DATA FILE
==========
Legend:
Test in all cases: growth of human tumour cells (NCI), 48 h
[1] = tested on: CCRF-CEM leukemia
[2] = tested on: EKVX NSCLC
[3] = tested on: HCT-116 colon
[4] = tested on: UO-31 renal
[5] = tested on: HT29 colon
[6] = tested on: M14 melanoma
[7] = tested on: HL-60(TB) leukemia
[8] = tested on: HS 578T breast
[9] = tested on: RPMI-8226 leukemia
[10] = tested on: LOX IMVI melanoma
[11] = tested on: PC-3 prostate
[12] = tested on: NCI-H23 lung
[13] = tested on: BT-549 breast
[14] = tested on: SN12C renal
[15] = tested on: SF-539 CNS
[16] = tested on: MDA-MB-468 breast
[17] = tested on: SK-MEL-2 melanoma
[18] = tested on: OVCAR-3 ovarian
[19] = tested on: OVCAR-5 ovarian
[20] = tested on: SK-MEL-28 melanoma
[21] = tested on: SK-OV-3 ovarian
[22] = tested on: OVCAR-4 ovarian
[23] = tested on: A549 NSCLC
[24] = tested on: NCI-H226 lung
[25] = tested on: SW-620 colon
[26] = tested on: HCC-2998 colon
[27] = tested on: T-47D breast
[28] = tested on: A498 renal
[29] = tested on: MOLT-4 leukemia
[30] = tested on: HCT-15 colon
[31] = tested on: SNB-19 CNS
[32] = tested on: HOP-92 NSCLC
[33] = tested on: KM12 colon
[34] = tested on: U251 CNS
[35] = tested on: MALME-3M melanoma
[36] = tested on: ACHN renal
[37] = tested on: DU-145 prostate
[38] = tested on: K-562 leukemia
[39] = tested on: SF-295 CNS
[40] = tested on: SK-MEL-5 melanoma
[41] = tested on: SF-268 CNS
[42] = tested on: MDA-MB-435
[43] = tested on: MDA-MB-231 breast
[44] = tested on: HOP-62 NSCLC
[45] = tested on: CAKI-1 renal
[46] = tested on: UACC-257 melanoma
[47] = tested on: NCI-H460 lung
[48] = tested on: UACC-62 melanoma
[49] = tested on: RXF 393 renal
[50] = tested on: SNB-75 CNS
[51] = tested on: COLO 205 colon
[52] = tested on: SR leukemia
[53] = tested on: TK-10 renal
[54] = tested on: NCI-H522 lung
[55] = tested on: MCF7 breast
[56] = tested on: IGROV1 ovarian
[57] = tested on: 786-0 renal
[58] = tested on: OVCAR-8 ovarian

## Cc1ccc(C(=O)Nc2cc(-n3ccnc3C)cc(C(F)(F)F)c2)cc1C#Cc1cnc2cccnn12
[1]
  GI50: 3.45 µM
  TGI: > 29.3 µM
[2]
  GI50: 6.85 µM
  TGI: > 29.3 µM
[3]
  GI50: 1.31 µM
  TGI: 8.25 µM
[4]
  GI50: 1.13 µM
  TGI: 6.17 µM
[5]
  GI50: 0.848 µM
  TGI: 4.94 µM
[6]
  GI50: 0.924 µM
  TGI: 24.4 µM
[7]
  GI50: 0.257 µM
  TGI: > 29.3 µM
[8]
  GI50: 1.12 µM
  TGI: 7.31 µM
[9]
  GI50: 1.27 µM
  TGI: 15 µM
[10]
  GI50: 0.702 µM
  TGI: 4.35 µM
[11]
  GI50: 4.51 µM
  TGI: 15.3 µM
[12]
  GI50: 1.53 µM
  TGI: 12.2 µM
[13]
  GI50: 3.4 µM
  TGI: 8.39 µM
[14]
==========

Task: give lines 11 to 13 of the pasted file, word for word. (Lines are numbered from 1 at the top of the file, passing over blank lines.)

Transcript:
[9] = tested on: RPMI-8226 leukemia
[10] = tested on: LOX IMVI melanoma
[11] = tested on: PC-3 prostate